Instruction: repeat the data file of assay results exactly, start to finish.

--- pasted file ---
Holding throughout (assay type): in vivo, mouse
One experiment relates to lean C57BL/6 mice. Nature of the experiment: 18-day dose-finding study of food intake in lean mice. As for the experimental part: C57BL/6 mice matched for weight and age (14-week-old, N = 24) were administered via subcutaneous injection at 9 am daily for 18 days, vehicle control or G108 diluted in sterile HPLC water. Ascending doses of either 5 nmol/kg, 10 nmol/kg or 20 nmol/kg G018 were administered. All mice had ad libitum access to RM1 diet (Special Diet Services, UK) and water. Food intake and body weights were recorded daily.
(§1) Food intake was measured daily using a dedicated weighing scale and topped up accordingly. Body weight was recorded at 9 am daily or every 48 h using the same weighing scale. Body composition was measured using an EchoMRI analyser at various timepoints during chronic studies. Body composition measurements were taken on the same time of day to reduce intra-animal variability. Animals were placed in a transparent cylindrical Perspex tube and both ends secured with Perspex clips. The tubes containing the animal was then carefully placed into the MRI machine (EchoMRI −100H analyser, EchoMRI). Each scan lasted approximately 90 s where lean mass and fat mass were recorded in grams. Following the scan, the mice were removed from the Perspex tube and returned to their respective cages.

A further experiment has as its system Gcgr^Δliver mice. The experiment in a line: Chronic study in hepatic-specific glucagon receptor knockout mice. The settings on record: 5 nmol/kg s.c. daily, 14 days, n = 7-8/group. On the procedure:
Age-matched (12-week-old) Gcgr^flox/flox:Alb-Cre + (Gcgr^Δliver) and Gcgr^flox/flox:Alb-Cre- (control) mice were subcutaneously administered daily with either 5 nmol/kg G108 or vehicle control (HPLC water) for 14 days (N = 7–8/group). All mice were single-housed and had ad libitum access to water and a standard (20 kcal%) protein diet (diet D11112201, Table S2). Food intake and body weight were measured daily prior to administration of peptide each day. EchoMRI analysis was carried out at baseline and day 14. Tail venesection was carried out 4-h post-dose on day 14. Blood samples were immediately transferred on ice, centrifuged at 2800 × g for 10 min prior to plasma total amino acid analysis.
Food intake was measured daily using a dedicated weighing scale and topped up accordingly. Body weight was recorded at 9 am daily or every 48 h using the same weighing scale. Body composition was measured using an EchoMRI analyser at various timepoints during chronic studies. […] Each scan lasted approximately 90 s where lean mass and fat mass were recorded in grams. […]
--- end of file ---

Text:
Holding throughout (assay type): in vivo, mouse
One experiment relates to lean C57BL/6 mice. Nature of the experiment: 18-day dose-finding study of food intake in lean mice. As for the experimental part: C57BL/6 mice matched for weight and age (14-week-old, N = 24) were administered via subcutaneous injection at 9 am daily for 18 days, vehicle control or G108 diluted in sterile HPLC water. Ascending doses of either 5 nmol/kg, 10 nmol/kg or 20 nmol/kg G018 were administered. All mice had ad libitum access to RM1 diet (Special Diet Services, UK) and water. Food intake and body weights were recorded daily.
(§1) Food intake was measured daily using a dedicated weighing scale and topped up accordingly. Body weight was recorded at 9 am daily or every 48 h using the same weighing scale. Body composition was measured using an EchoMRI analyser at various timepoints during chronic studies. Body composition measurements were taken on the same time of day to reduce intra-animal variability. Animals were placed in a transparent cylindrical Perspex tube and both ends secured with Perspex clips. The tubes containing the animal was then carefully placed into the MRI machine (EchoMRI −100H analyser, EchoMRI). Each scan lasted approximately 90 s where lean mass and fat mass were recorded in grams. Following the scan, the mice were removed from the Perspex tube and returned to their respective cages.

A further experiment has as its system Gcgr^Δliver mice. The experiment in a line: Chronic study in hepatic-specific glucagon receptor knockout mice. The settings on record: 5 nmol/kg s.c. daily, 14 days, n = 7-8/group. On the procedure:
Age-matched (12-week-old) Gcgr^flox/flox:Alb-Cre + (Gcgr^Δliver) and Gcgr^flox/flox:Alb-Cre- (control) mice were subcutaneously administered daily with either 5 nmol/kg G108 or vehicle control (HPLC water) for 14 days (N = 7–8/group). All mice were single-housed and had ad libitum access to water and a standard (20 kcal%) protein diet (diet D11112201, Table S2). Food intake and body weight were measured daily prior to administration of peptide each day. EchoMRI analysis was carried out at baseline and day 14. Tail venesection was carried out 4-h post-dose on day 14. Blood samples were immediately transferred on ice, centrifuged at 2800 × g for 10 min prior to plasma total amino acid analysis.
Food intake was measured daily using a dedicated weighing scale and topped up accordingly. Body weight was recorded at 9 am daily or every 48 h using the same weighing scale. Body composition was measured using an EchoMRI analyser at various timepoints during chronic studies. […] Each scan lasted approximately 90 s where lean mass and fat mass were recorded in grams. […]